Saturday, December 31, 2005

BUILDING FOUNDATIONS FOR ECONOMIC DEVELOPMENT IN INDIANA

Hoosiers love to discuss the problems with the Indiana economy. Our Governor often points out that, “Hoosiers earn less than 90 cents for every dollar the average American earns. These losses result in diminished hope and opportunity for Hoosiers around the state and sagging revenue for state government.”

<>So what do we do about it? Can state and local government really play a role in improving the economic well-being of our citizens? Is trying to recruit companies to move here from another state to “bring jobs to Indiana” the only trick in the economic development grab bag? In order to have better jobs and higher income in Indiana, do we essentially have to take those from someone else? Or, can we find a way to produce more jobs and wealth through public policies that make better use of the resources we already have? <>

The answer is, “Yes!” There is a formula for growing jobs at home. 85 percent of the new jobs created in Indiana come from companies that are already here or are being started here. We can do it with the people and tools available to us, and here is how. <>

The solution to increasing wealth and a better standard of living is called “productivity”. Improved productivity increases wealth for individuals and for the economy as a whole. It means getting more done in less time. It doesn’t mean necessarily working harder or working longer hours. It does mean working smarter. <>

Now, working smarter comes in two broad categories. First, we must all be smarter workers. Whether we are working in a factory, providing a service, growing food, or engaged in any other economic activity, modern competition dictates that the workers who make the best decisions, get the most done with the resources they have, and maintain the best quality, will be the economic winners. <>

The second category of improved productivity comes from the use of the best possible tools. Even when we have to invest a little more to get good tools, the increase in productivity more than offsets the cost. <>

If those two principles are true, then government can help to enhance the private sector by encouraging both a better educated workforce and investments in the “tools” that make Indiana the place where the job (any job) can best get done. <>

Now these aren’t new concepts. As long as Indiana has been a state, education has been a recognized priority. Our ancestors also recognized that public utilities like water and highways were the keys to helping all Hoosiers live easier and more productive lives. <>

We are facing many modern challenges and changes, though. Ending your formal education after 12 or even 16 years is no longer sufficient to keep you productive enough to stay ahead of the competition. Hoosiers and their government need to accept, as a part of the cost of the lifestyle they seek, that they will have to continue to educate themselves throughout their working lives. Sweating over the horse drawn plow or the wood fired oven was the cost of a daily living for our ancestors. Today, the muscles of labor that provide our living are less in our arms and our backs, and more between our ears. <>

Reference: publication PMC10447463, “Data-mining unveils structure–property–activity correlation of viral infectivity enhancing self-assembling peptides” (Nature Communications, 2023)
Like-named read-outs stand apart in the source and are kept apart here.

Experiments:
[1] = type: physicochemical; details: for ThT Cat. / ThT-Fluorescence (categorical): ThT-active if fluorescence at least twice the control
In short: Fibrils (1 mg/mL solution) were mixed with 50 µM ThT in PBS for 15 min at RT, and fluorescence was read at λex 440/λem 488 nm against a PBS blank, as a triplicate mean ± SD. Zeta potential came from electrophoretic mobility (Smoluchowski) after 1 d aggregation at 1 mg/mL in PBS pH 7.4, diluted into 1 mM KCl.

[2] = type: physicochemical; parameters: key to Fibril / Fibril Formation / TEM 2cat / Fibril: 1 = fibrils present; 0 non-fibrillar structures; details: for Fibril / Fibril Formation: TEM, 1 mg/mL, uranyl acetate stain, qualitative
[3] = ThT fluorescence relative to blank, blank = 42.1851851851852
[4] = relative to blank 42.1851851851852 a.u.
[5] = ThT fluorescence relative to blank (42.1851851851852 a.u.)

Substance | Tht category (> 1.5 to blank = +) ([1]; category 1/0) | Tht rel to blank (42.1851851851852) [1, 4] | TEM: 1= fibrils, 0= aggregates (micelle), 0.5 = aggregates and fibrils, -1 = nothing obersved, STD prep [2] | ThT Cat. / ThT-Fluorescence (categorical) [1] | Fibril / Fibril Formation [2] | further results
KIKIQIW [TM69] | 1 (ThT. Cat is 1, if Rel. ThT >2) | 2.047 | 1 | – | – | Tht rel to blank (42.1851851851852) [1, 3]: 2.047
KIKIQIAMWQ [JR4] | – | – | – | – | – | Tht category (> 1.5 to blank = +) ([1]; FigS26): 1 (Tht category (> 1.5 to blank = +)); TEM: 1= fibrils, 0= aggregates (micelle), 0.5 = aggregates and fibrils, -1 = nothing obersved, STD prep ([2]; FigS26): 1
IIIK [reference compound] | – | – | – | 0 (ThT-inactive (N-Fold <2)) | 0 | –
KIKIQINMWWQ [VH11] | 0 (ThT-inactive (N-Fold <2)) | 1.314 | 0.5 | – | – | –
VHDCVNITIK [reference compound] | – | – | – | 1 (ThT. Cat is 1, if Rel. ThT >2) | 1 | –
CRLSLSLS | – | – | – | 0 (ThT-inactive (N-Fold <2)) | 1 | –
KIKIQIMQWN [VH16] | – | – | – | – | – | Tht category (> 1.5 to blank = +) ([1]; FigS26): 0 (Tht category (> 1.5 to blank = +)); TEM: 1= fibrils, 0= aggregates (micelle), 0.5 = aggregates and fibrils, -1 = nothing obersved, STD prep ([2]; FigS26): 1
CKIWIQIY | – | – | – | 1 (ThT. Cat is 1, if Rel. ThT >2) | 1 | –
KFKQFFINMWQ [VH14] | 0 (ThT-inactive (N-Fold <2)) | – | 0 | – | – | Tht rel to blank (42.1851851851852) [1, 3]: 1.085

The challenges for policy makers in regard to an educated workforce are how to structure effective educational institutions, how to pay for them, and how to make them available to all Hoosiers. We must also provide leadership in encouraging people to take advantage of those opportunities. How do we increase the graduation rate? How do we get more students into programs beyond high school? How do we encourage adults to continue and expand their educations? How do we keep more of the people we pay to educate in Indiana? <>

Providing better “tools”, from a public policy perspective, means strategies aimed at both the private and public sector. We must all look for ways to encourage (or at least not discourage) private investment in buildings and equipment for increased productivity. <>

We have also come to accept that certain investments in assets valuable to all citizens are proper expenditures for tax dollars. Roads, streets and bridges, utilities, and public safety services are not just conveniences, they are necessary for economic activity. State and local government in Indiana have failed to prioritize our infrastructure needs for too long. We have to address issues like highways that are inadequate to our economic needs and sewers that don’t measure up to our environmental expectations. <>

The 21st Century has brought some new demands to our infrastructure needs. Threats of terrorism place new stresses and burdens on our productivity. We need to deal with those costs rationally and effectively. <>

Most of the world’s economic growth potential is in information technologies and intellectual property. That includes health care, business practices, communications, entertainment, and a variety of other economic activities. Unfortunately, Indiana is well behind the nation and the world in development of information infrastructures. Our lack of access to fiber optics and wireless broadband is a serious detriment to our ability to grow a modern economy. The technological tools exist. In Indiana, we don’t yet have the political will to make it happen.<>

<>The bottom line is that there is neither reason nor time for Hoosiers to feel sorry for themselves. A better future is available to us. All we really need to do is take a dose of the advice that we give our own children, “Study hard and invest your money wisely.” If we can adopt that advice as public policy, Indiana will prosper once again.

Friday, October 07, 2005

Closing BMV Branches is False Economics

It is supremely ironic that as gasoline prices top $3.00 per gallon, the Indiana Bureau of Motor Vehicles is deciding that thousands of Hoosiers should drive dozens of more miles just to get the services that state government requires of them.

The BMV is completely missing the point. Of course many of us who serve in the General Assembly want to see government costs go down. We have been making the point for years that the cost of operating the BMV is escalating out of control. But the whole point is to save taxpayers money. This isn’t about the sanctity of the state’s treasury, it’s about the cost of living to our citizens.